The Battle of Poitiers was a major English victory in the Hundred Years' War. It was fought on 19 September 1356 in Nouaillé, near the city of Poitiers in Aquitaine, western France. Edward, the Black Prince, led an army of English, Welsh and Gascon troops, many of them veterans of the Battle of Crécy, they were attacked by a larger French force led by King John II of France, which included allied Scottish forces. The French were defeated; the effect of the defeat on France was catastrophic. Charles faced populist revolts across the kingdom in the wake of the battle, which had destroyed the prestige of the French upper-class; the Edwardian phase of the war ended four years in 1360, on favourable terms for England. Poitiers was the second major English victory of the Hundred Years' War. Poitiers was fought ten years after the Battle of Crécy, about half a century before the third, the Battle of Agincourt; the town and battle were referred to as Poictiers in contemporaneous recordings, a name commemorated in several warships of the Royal Navy.
Following the death of Charles IV of France in 1328, Count of Valois, had been crowned as his successor, over his closest male relative and legal successor, Edward III of England. Edward had been reluctant to pay homage to Philip in his role as Duke of Aquitaine, resulting in Philip's confiscating those lands in 1337 and precipitating war between the two nations. Three years Edward declared himself King of France; the war had begun well for the English. They had achieved naval domination early in the war at the Battle of Sluys in 1340,devastated the French in south west France with the Gascon campaigns of 1345 and 1346, inflicted a severe defeat on the French army at Crécy in 1346, captured Calais in 1347. In the late 1340s and early 1350s, the Black Death devastated the population of Western Europe, bringing all significant efforts in campaigning to a halt, while Philip VI of France himself died as well. In 1355, Edward III laid out plans for a second major campaign, his eldest son, the Black Prince, now an experienced soldier following the Crécy campaign, landed at Bordeaux in Aquitaine, leading his army on a march through southern France to Carcassonne.
Unable to take the fortified settlement, Edward withdrew to Bordeaux. In early 1356, the Duke of Lancaster led an army through Normandy, while Edward led his army on a great chevauchée from Bordeaux on 8 August 1356. Edward's forces met little resistance, sacking numerous settlements, until they reached the Loire river at Tours, they were unable to burn the town due to a heavy rainstorm. This delay allowed King John II to attempt to destroy Edward's army. John, besieging Breteuil in Normandy, organised the bulk of his army at Chartres to the north of Tours. In order to increase the speed of his army's march, he dismissed between 15,000 and 20,000 of his lower quality infantry, just as Edward turned back to Bordeaux; the French rode hard and cut in front of the English army, crossing the bridge over the Vienne at Chauvigny. Learning of this, the Black Prince moved his army south. Historians disagree over whether the outnumbered English commander was seeking battle or trying to avoid it. In any case, after preliminary manoeuvres and failed negotiations for a truce, the two armies faced-off, both ready for battle, near Poitiers on Monday, 19 September 1356.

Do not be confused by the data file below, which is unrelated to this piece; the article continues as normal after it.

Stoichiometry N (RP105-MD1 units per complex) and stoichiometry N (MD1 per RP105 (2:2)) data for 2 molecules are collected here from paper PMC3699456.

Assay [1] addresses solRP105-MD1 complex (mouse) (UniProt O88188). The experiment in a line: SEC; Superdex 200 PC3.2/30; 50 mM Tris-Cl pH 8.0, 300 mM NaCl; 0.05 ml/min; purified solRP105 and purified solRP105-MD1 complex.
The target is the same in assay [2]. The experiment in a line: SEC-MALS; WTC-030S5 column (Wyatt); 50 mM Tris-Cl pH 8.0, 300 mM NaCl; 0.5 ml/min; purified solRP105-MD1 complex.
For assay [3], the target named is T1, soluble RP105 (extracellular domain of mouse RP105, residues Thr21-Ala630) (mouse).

Edward arrayed his army in a defensive posture among the hedges and orchards of the area, in front of the forest of Nouaillé. He deployed his front line of longbowmen behind a prominent thick hedge, through which the road ran at right angles; the Earl of Douglas, commanding the Scottish division in the French army, advised King John that the attack should be delivered on foot, with horses being vulnerable to English arrows. John heeded this advice, his army leaving its baggage behind and forming up on foot in front of the English; the English gained vantage points on the natural high ground in order for their longbowmen to have an advantage over the armoured French troops. The English army was led by Edward, the Black Prince, composed of English and Welsh troops, though there was a large contingent of Gascon and Breton soldiers with the army. Edward's army consisted of 2,000 longbowmen, 3,000 men-at-arms, a force of 1,000 Gascon infantry. Like the earlier engagement at Crécy, the power of the English army lay in the longbow, a tall, thick self-bow made of yew.
Longbows had demonstrated their effectiveness against massed infantry and cavalry in several battles, such as Falkirk in 1298, Halidon Hill in 1333, Crécy in 1346. Poitiers was the second of three major English victories of the Hundred Years' War attributed to the longbow, though its effectiveness against armoured French knights and men-at-arms has been disputed. Geoffrey the Baker wrote that the English archers under the Earl of Salisbury "made their arrows prevail over the knights' armour", but the bowmen on the other flank, under Warwick, were ineffective against the mounted French men-at-arms who enjoyed the double protection of steel plate armour and large leather shields. Once Warwick's archers redeployed to a position where they could hit the unarmored sides and backs of the horses, they routed the cavalry force opposing them; the archers were unquestionably effective against common infantry, who did not have the wealth to afford plate armour. The English army was an experienced force.